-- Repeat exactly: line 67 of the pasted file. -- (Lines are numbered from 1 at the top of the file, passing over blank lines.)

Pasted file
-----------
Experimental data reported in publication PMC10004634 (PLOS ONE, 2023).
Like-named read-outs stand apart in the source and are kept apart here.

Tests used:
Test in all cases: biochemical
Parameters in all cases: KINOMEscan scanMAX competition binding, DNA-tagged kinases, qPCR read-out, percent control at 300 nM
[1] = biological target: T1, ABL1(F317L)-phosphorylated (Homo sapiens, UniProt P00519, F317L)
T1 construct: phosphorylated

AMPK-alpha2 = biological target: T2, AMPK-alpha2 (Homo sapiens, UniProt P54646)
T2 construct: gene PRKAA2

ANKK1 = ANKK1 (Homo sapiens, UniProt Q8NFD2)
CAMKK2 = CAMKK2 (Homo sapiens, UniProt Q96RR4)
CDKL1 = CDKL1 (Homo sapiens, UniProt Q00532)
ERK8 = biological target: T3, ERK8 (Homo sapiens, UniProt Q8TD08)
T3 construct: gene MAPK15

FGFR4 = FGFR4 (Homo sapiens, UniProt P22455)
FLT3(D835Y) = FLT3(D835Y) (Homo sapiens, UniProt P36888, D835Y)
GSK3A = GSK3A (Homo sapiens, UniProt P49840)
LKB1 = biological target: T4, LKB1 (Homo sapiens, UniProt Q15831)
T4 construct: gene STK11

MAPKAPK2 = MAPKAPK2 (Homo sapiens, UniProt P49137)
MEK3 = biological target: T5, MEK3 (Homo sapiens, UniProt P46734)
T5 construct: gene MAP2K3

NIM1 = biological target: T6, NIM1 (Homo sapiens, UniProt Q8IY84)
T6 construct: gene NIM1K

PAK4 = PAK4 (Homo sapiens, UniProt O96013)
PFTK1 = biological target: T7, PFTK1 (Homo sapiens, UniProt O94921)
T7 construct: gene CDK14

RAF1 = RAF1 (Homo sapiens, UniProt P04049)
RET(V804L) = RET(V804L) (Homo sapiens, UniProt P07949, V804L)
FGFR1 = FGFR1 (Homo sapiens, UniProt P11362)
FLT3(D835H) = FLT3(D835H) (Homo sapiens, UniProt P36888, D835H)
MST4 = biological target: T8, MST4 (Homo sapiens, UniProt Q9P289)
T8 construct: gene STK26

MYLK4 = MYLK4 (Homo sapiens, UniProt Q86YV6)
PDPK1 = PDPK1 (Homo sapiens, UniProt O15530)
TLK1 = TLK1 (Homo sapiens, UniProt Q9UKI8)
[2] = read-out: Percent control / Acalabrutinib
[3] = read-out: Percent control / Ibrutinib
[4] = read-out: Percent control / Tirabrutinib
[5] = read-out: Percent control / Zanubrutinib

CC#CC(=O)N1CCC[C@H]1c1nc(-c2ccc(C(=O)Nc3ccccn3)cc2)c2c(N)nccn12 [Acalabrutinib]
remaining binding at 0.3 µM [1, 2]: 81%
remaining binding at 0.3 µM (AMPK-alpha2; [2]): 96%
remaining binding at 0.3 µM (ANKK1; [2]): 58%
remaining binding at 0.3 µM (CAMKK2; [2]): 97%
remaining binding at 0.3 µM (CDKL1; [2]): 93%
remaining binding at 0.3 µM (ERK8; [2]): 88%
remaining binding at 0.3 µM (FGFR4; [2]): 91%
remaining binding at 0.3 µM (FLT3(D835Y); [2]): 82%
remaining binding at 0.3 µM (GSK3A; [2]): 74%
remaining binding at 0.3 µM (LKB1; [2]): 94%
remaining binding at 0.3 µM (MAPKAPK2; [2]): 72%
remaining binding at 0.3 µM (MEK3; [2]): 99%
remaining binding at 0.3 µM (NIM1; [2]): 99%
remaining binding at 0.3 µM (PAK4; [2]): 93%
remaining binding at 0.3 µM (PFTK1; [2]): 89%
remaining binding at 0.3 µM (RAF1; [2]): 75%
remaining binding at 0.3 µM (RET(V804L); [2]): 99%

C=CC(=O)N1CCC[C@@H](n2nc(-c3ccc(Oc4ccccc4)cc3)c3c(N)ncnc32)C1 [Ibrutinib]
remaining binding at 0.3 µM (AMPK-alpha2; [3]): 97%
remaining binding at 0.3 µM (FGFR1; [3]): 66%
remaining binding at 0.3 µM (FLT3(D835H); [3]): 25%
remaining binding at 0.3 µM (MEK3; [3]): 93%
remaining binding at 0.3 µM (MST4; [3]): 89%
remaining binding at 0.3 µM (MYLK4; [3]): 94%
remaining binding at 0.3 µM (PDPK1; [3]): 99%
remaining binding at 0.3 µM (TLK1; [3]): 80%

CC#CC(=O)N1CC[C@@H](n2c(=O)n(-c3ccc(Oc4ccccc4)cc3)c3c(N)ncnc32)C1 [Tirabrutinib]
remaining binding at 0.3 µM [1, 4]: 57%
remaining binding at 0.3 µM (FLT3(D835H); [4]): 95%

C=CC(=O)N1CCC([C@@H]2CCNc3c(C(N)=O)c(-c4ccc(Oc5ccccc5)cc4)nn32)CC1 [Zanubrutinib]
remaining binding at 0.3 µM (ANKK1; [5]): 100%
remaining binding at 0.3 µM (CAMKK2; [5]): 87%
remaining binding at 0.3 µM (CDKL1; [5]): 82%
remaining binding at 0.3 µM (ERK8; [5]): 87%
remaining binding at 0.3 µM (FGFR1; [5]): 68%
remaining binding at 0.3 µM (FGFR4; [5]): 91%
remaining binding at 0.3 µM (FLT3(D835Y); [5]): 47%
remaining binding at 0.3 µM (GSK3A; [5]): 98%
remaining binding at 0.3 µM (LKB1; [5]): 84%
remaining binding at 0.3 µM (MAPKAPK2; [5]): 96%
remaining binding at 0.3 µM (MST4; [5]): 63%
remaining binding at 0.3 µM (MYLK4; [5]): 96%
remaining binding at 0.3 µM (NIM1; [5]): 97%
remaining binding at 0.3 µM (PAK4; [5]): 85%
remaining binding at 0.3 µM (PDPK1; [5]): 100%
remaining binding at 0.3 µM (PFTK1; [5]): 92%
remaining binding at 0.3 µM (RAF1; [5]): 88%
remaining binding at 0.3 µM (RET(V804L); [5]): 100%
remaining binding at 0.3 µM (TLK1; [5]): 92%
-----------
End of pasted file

remaining binding at 0.3 µM (TLK1; [3]): 80%